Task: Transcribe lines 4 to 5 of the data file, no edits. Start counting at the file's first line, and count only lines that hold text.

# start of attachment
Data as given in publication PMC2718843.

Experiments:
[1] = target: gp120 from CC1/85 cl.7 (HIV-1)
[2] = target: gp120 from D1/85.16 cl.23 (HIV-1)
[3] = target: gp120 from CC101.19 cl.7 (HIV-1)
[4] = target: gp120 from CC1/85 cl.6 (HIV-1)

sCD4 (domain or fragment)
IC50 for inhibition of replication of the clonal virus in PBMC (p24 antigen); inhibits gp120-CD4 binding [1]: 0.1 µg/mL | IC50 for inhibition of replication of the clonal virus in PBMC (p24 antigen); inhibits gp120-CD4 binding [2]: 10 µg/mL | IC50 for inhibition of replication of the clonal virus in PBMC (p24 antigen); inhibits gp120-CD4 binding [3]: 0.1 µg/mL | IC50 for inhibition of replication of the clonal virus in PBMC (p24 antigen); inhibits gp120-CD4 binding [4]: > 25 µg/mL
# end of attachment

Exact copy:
[2] = target: gp120 from D1/85.16 cl.23 (HIV-1)
[3] = target: gp120 from CC101.19 cl.7 (HIV-1)